All of this to say that I loved Fair Game. I didn’t just love it because I’m a bleeding heart who still hasn’t forgiven an administration for leading us into war under false pretenses, I loved it because Sean Penn and Naomi Watts show us how it’s supposed to be done.
One forgets just what a good actor Sean Penn really is until you see him on screen. The truth is that he may well be the best living American actor. He gets better with each role, and in Fair Game, he has so much charisma, such cinematic force one can hardly wrap one’s mind around it. He may have been hit and miss in the early part of his career, but now? After so much real life has formed so many deeply worn wrinkles, after his efforts to help change the world has broadened his perspective on human nature — Sean Penn is someone different now. And he commands the big screen like no other, coming close to the likes of Humphrey Bogart.
Doug Liman also does the DP work on the film, cutting out the middle man, which gives us a sense of urgency with every shot. We are right there, up close, warts and all.
Now, full disclosure: much of what moved me about this film was my own personal anger at the Bush administration. 2010 is the chickens coming home to roost. A few of these films protest the wrongs done to us these past ten years in the wake of 9/11. Hollywood has been told to sit down and shut up by the right. But filmmakers and actors are doing just the opposite. But Hollywood is bringing to the surface the Bush administration’s illegal war and the corruption on Wall Street, and the cover up of the death of Pat Tillman all in the same year.¬†¬† It’s time to pay the piper.
There is a bigger picture here than whether this is an Oscar movie or not. This is an important story that needed to be told. Maybe it didn’t need to be told for Valerie Plame’s sake, a woman who served our country for a decade before being used as a pawn to promote an illegal war. Maybe it didn’t need to be told because Joe Wilson’s reputation needed to be repaired. And it certainly didn’t need to be told so that Sean Penn could win another Oscar.
It needed to be told because this is still the Unites States of America. Freedom of speech is alive and well. Karl Rove, George W. Bush and Dick Cheney got away with crimes that make Nixon’s look like a kindergarten food fight. If it takes Hollywood to get the truth out there, then so be it. Our mainstream news has become corporate-owned. In the wake of 9/11 the Bush Administration made the unprecedented move to quiet the press. The amount of power they had over all aspects our freedom is exposed, to a degree, in Fair Game. Are we really prepared to totally write off the film because Manohla Dargis was bored and a few French journos booed the film at Cannes? I’m certainly not. Great filmmaking, acting and a vital message – what more could I ask for.
So, what does this mean to the Oscar race? It is too soon to tell. If voters don’t feel the same connection to the film that I felt, it’d done. Here is what I know about Sean Penn: he has a lot of friends in Hollywood. His work in Haiti has only made him more admirable. I think he is a force of nature when it comes to the Oscar race. The film will have to be panned completely to disregard him, Watts and the film. In my opinion, of course.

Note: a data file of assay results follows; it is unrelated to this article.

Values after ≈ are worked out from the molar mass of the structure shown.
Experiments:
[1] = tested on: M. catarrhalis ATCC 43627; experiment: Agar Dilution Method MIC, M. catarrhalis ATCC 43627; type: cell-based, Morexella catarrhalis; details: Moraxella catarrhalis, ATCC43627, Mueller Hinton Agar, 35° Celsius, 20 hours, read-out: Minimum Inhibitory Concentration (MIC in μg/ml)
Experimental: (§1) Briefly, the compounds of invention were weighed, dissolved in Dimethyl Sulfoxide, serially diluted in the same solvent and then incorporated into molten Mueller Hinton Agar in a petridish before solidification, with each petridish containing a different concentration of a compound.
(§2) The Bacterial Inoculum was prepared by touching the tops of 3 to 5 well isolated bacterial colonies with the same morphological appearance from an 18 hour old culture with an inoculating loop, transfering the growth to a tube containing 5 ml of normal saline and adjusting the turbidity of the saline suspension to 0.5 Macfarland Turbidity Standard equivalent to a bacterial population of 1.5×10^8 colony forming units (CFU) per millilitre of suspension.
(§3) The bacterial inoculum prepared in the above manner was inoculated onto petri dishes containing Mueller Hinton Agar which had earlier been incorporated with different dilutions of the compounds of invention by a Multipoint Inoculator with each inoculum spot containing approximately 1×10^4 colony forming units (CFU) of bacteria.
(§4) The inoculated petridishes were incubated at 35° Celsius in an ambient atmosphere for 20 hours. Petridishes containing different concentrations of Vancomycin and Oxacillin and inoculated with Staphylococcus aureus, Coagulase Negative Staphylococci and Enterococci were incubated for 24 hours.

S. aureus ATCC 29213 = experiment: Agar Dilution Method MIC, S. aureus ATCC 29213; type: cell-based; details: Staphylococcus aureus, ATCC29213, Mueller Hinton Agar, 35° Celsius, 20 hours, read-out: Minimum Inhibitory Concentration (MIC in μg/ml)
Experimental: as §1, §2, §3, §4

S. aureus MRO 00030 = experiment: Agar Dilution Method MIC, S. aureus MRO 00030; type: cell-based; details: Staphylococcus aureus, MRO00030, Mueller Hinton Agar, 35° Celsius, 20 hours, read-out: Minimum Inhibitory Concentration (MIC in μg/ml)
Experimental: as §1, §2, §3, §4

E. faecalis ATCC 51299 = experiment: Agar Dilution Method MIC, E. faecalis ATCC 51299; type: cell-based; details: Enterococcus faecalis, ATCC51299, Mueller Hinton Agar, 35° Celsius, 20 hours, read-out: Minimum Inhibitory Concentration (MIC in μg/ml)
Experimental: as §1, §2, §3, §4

How would Fair Game fit into the Oscar race, though, if we have to ask the question. If it were me, I would vote for it for Picture, Director, Screenplay, Actor and Actress. But it isn’t me, Blanche. It isn’t.
Right now, I wouldn’t count out Naomi Watts and Sean Penn, for starters. At the very least, Naomi Watts should be in the conversation.
Therefore, Best Actress could be grouped this way:
Overdue for a nom/win:
Annette Bening, The Kids Are All Right
Naomi Watts for Fair Game
Breakout performances/Critics Darlings
Natalie Portman, Black Swan
Jennifer Lawrence, Winter’s Bone
Lesley Manville for Another Year (she should be put in supporting).
Michelle Williams for Blue Valentine
Star power plus good reviews could make the difference:
Nicole Kidman for Rabbit Hole
Hillary Swank for Conviction
Best Actor might be grouped this way:
Overdue for a nom/win + critical acclaim:
Colin Firth, The King’s Speech
Breakout stars/Critics’ Darlings:
James Franco, 127 Hours
Jesse Eisenberg, The Social Network
Star power plus good reviews could make the difference:
Robert Duvall, Get Low
Sean Penn, Fair Game
Ryan Gosling, Blue Valentine
Javier Bardem, Biutiful
Jeff Bridges True Grit
Mark Wahlberg for The Fighter
Sam Rockwell for Conviction
Matt Damon for Hereafter
If we group the Best Picture candidates, we might do it this way:
The Social Network
The King’s Speech
Toy Story 3
The Kids Are All Right
Potential Crowdpleasers and/or The Blind Side Slot
Still big question marks:
The Way Back (just added)
We are still in the wide open phase right now, Oscar watchers. There is no good reason to think the race has all but been decided. There is a lot of time left for things to change. Stay frosty and keep an open mind. And fasten your seatbelts. It’s going to be a bumpy night.